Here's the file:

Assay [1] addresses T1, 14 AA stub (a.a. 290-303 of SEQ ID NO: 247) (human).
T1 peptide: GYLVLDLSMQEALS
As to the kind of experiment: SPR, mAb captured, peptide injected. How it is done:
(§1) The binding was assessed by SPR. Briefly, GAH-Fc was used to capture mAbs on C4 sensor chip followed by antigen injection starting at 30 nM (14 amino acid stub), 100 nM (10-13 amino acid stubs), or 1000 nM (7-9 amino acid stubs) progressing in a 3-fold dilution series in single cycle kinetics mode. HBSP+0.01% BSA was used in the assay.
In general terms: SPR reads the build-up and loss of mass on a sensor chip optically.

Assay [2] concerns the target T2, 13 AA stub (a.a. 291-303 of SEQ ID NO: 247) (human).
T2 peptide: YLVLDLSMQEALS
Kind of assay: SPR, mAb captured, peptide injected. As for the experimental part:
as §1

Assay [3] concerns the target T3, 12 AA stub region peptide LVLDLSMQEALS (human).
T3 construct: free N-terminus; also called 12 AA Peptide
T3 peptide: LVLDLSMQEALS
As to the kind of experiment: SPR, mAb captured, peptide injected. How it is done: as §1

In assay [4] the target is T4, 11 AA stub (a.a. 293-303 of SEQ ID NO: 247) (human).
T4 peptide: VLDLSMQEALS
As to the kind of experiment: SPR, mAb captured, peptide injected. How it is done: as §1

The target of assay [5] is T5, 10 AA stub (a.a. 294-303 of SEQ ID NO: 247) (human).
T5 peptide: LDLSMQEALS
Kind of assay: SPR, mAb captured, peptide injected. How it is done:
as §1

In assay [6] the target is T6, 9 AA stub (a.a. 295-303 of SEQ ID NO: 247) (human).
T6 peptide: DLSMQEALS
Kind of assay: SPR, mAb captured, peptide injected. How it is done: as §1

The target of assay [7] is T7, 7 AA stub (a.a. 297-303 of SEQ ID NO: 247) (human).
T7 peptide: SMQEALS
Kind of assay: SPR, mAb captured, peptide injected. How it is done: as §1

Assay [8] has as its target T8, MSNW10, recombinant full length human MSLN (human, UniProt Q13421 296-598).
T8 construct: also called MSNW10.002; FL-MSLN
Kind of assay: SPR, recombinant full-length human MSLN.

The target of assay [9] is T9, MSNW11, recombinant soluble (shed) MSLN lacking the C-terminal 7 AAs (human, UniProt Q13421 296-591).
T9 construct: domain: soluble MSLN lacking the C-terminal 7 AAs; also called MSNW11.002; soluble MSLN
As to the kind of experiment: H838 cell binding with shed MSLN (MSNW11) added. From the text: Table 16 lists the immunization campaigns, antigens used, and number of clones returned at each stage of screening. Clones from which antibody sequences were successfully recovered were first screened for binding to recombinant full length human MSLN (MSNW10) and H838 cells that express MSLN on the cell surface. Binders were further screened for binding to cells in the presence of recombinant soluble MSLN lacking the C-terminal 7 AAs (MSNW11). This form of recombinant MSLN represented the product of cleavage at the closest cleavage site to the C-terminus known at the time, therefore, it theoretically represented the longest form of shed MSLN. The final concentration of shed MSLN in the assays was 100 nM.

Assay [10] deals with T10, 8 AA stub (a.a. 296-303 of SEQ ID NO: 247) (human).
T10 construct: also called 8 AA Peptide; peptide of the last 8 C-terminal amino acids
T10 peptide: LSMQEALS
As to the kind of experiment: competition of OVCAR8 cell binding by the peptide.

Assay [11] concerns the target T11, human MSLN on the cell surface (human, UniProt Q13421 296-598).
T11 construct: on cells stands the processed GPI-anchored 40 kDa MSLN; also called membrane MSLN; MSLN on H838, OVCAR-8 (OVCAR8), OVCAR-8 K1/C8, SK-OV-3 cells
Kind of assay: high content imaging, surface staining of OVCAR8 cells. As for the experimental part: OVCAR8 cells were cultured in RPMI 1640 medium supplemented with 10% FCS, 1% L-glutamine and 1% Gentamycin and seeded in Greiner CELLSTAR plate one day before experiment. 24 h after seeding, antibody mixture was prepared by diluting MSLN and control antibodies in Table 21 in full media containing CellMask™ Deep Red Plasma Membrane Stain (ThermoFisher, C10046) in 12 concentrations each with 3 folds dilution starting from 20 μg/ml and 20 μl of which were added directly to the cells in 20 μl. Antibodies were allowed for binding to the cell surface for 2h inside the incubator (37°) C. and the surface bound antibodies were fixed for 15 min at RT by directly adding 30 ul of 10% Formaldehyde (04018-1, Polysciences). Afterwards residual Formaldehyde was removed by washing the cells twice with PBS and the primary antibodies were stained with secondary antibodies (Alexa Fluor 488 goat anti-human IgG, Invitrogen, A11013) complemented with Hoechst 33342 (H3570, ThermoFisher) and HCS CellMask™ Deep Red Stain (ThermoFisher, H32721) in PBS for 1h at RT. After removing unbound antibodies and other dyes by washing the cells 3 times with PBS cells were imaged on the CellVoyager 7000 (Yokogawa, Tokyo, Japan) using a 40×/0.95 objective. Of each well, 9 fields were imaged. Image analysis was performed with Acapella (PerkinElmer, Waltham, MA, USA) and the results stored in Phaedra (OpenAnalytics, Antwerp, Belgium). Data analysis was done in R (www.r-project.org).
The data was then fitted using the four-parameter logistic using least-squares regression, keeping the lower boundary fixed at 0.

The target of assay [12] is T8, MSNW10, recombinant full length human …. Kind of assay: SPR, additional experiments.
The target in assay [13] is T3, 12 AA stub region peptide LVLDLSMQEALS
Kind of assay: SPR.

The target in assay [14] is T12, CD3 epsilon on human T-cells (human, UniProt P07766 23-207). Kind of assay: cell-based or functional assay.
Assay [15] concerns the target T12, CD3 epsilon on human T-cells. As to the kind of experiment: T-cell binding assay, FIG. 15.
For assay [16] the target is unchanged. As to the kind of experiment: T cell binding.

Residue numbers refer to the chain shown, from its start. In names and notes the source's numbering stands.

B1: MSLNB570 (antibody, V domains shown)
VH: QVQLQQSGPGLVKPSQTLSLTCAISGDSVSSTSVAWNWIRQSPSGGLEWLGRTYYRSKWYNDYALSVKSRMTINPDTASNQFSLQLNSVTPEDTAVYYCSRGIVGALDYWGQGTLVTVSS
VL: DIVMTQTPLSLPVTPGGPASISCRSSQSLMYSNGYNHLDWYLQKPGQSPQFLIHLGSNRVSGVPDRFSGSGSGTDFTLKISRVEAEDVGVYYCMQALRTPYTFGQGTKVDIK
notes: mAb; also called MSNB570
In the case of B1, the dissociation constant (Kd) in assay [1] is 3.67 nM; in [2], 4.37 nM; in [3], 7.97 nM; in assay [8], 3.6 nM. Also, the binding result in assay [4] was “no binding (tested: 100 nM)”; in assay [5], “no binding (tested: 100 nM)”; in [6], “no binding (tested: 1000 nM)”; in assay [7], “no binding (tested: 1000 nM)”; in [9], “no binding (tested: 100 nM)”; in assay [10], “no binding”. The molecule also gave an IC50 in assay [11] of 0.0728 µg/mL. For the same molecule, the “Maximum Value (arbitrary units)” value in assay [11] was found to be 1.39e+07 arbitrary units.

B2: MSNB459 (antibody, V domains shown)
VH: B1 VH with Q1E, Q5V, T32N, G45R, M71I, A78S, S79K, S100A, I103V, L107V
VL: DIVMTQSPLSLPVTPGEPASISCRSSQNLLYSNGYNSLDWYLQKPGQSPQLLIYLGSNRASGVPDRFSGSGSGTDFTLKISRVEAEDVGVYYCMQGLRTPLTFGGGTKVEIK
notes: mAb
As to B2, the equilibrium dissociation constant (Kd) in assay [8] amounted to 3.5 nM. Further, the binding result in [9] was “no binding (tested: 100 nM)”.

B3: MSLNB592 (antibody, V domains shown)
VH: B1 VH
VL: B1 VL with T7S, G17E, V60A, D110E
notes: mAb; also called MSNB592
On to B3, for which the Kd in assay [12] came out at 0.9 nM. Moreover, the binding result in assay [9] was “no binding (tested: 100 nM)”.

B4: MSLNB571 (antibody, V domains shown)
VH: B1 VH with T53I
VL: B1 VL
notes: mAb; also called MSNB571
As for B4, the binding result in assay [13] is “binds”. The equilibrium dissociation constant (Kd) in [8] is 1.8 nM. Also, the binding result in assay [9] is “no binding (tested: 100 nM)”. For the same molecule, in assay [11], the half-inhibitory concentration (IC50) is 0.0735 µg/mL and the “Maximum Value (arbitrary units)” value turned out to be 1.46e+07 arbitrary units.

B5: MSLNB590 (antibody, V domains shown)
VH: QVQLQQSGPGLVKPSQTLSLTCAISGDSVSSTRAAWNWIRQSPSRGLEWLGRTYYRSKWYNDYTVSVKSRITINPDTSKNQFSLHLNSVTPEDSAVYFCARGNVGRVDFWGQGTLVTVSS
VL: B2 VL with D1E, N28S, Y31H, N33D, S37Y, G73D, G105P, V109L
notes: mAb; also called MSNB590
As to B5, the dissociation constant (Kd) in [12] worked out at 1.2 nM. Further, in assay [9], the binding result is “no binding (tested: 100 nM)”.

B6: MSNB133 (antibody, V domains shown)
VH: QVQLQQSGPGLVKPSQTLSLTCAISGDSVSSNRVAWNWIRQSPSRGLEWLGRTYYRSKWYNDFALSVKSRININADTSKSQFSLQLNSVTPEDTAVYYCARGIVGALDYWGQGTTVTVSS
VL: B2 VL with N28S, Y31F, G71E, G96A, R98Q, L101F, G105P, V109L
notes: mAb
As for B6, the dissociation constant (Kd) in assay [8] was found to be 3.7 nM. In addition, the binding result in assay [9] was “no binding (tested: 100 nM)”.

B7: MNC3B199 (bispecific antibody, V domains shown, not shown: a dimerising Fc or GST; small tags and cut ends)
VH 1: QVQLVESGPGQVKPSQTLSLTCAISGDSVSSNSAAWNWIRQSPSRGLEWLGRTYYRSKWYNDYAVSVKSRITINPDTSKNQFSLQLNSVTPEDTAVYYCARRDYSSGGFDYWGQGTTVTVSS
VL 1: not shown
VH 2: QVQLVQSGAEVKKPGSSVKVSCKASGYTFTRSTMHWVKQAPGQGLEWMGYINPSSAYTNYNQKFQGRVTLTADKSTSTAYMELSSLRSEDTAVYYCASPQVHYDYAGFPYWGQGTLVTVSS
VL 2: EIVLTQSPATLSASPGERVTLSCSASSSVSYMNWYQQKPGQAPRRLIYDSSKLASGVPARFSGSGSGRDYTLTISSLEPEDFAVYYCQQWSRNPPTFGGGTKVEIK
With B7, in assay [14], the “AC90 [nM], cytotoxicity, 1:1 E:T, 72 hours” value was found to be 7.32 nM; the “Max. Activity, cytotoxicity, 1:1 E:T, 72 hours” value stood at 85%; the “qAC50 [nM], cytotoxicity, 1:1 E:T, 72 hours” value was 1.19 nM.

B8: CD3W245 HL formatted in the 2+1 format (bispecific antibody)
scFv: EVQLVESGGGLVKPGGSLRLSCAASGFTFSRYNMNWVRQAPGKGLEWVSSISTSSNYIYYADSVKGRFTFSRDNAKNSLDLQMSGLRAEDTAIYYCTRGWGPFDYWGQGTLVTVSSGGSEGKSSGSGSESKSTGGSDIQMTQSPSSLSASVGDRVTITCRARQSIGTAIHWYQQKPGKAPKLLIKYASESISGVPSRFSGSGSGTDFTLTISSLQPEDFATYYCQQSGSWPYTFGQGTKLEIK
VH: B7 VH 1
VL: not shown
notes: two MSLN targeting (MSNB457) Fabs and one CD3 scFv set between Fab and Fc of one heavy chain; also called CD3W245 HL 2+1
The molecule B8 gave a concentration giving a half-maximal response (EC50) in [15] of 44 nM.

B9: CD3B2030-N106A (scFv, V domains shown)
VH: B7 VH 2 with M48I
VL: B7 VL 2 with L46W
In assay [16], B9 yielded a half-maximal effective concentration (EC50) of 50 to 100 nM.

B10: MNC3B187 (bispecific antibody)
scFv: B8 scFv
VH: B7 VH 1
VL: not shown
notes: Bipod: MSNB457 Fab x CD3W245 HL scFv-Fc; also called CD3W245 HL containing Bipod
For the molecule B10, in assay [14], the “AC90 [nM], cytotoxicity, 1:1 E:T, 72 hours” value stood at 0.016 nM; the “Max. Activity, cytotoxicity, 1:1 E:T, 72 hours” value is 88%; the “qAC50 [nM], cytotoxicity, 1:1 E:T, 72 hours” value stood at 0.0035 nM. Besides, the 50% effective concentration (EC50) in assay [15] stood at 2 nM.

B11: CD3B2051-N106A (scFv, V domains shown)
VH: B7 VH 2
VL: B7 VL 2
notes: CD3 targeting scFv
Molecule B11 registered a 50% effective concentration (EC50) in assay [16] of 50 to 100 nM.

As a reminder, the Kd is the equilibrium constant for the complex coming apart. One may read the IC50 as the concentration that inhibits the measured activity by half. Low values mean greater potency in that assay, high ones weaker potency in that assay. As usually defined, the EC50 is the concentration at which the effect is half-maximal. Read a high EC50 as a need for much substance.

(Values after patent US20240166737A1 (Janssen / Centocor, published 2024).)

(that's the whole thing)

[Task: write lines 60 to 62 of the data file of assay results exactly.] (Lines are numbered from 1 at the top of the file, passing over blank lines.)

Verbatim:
VL: B1 VL with T7S, G17E, V60A, D110E
notes: mAb; also called MSNB592
On to B3, for which the Kd in assay [12] came out at 0.9 nM. Moreover, the binding result in assay [9] was “no binding (tested: 100 nM)”.